More Than Just a Cheesecake

Three years ago today, I went on a blind-date with Claire. Little did I know that 6 months later, I would propose and less than a year after we met, we would be married. I always think of the cheesecake that I made, and the lessons Jesus taught me through it. So here is the original post in honor of three awesome years!

A Cheesecake that is more than a Cheesecake
originally written Sept 14, 2009

As wedding favors, we gave little bags of chocolate malt balls with the recipe for the Cheesecake

Some friends recently set me up on a blind-date. Usually I am not a big fan of blind-dates, but for whatever reason, I quickly agreed to the idea. It took a couple of weeks to find a time that worked for all of our schedules, but we finally set a date, in which we would all meet at this couple’s house for dinner and games.

I was asked to bring a dessert, so I immediately started the internal conversation with myself about what to bring. Obviously I was not going to pick up something, nor do brownies from a box, but neither was I going to go all out and make something extravagant (I can’t after all show all of my cards!). Originally, I settled on a cheesecake, namely an old fashioned cheesecake. Having made this and other cheesecakes dozens of times before, it would be easy enough for me to do, yet would still show some thought and care. Not to mention it was safe…chances for failure were close to zero.

But here is where things got interesting. The night before I was going to make the cheesecake, I was relaxing at my parents’ house, enjoying a bowl of chocolate malt crunch ice cream. About half way through the bowl, I had a stark revelation…these flavors would make an excellent cheesecake. All night I thought about how I could pull this off and as I thought about it more and more, I literally felt the Holy Spirit urging me to go ahead and try it. To create, to experiment, to risk, instead of sticking with the safe, easy old fashioned cheesecake.

Here is how I planned the cheesecake in my mind. The crust would be a combination of chocolate graham crackers and crushed Whoppers. The cheesecake itself would be flavored with chocolate malt and Hershey’s chocolate syrup (I did find recipes for chocolate malt cheesecake, but tweaked the recipe). I figured the Hershey’s syrup would provide a sweeter chocolate taste than say melted semi-sweet chocolate to mimic the flavor of the ice cream. I would top the cheesecake with a Kahlua-chocolate ganache. And finally, right before serving it I would top the cheesecake with crushed Whoppers. I did not think Whoppers inside the cheesecake would hold up to baking plus refrigeration, mainly because I was afraid that the Whoppers would get soggy.

I made the cheesecake, and was quite happy with how it all came out. The crust did not turn out as I had hoped—the Whoppers candied up during baking, so that it became really chewy, plus I added too much butter to the crust. It still tasted great, but it was not what I wanted.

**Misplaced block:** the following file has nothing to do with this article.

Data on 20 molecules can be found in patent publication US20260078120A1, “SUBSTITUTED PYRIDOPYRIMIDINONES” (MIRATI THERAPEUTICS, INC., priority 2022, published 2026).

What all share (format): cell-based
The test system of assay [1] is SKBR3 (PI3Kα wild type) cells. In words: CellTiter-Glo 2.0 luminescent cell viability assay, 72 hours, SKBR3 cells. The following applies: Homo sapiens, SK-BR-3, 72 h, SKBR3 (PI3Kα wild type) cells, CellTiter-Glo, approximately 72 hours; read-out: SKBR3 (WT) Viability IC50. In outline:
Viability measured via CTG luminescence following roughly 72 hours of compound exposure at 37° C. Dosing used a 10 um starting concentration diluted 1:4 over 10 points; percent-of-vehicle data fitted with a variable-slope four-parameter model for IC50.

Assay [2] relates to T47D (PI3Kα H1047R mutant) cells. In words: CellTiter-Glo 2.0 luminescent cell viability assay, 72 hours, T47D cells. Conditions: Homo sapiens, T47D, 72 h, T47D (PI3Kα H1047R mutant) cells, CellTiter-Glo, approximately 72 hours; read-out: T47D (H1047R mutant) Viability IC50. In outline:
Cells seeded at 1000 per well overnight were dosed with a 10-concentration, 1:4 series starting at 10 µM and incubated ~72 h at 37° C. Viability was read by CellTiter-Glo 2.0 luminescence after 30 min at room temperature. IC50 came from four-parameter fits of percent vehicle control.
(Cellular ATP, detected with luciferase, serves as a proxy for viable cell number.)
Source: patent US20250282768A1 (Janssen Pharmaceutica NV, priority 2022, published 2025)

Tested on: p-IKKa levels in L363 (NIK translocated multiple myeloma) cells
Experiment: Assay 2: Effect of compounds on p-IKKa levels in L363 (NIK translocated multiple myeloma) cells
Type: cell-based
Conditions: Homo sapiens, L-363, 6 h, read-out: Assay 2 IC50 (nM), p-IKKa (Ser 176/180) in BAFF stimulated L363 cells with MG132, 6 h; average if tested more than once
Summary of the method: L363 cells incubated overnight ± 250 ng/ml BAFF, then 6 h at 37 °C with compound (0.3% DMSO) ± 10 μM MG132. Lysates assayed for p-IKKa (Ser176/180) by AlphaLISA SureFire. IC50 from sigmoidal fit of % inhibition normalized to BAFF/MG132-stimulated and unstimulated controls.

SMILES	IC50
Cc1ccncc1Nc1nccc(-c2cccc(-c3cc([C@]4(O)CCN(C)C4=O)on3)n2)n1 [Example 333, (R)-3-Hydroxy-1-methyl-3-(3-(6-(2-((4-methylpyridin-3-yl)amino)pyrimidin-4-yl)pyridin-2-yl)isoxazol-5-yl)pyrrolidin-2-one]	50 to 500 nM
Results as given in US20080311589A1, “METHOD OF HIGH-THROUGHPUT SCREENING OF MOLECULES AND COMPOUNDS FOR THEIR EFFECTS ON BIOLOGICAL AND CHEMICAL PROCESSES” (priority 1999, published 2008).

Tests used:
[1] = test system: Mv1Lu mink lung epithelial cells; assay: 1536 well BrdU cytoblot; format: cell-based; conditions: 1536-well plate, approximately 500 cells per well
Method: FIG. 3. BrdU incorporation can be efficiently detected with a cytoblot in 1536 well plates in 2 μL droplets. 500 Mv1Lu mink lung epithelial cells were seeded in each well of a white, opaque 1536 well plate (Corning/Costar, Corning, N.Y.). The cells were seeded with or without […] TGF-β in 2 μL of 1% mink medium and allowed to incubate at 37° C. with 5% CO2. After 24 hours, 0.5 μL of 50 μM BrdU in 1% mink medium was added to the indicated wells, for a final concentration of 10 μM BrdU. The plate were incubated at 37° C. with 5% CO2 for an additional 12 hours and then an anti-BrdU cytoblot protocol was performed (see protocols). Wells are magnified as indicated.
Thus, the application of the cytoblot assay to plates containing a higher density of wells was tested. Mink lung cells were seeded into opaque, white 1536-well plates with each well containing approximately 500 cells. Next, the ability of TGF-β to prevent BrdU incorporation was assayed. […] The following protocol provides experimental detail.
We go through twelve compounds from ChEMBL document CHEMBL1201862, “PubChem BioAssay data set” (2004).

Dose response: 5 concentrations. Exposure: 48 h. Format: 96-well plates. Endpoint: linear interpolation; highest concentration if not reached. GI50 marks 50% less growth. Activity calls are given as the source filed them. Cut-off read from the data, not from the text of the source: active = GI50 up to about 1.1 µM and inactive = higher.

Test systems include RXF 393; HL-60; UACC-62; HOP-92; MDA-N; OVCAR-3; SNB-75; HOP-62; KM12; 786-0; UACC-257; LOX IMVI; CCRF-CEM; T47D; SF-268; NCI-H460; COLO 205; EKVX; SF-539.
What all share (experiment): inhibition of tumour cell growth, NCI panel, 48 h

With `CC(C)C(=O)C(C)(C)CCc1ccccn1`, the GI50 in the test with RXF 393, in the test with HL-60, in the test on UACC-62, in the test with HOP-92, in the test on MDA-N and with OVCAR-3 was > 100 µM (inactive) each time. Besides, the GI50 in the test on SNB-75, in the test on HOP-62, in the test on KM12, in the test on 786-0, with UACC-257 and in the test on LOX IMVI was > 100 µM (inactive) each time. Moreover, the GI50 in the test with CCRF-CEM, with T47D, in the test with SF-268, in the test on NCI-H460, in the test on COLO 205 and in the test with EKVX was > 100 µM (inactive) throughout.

As I thought about the cheesecake, and the process of creating a cheesecake without a recipe—my first by the way—I began to wonder if me making it had a deeper meaning than me just exercising my knowledge of food. I could have played it safe and stuck with the old fashioned cheesecake, and it would have been enjoyed by all. But I chose to not do this. I chose to risk making something that had the possibility of tasting great, instead of just good. I had a pretty good hunch that the cheesecake would turn out really well, having made enough cheesecakes and trusting my prior experience with flavors. There was still, however, the risk that the cheesecake would fail, and taste like shit (pardon my French). But it was a risk worth taking because the rewards were much sweeter.

Maybe I need to take this attitude more often. Throw away the recipes and risk. Those recipes were and are needed, as they provide the framework and structure for me to create a new cheesecake. But there comes a point where I need to trust my training and my experience to risk and show people who I really am, not only as a cook but as a person. I need to risk and show people what I am truly made of instead of playing it safe. Yes, at times my shit will come out, and yes, at times I will fail, and yes, people might not like what they see or taste, but the rewards are greater as people will know me and not just the safe, contained Andrew, which is not bad; it’s just not the full, flavorful Andrew that has lied buried for way too long.

Crazy how a simple cheesecake can turn into a deep metaphor that God uses to teach me about myself and life.

Oh…and by the way…the cheesecake and the date turned out really well. Neither is final; both are works in progress, but the process is exciting and fun, yet at the same time incredibly scary.

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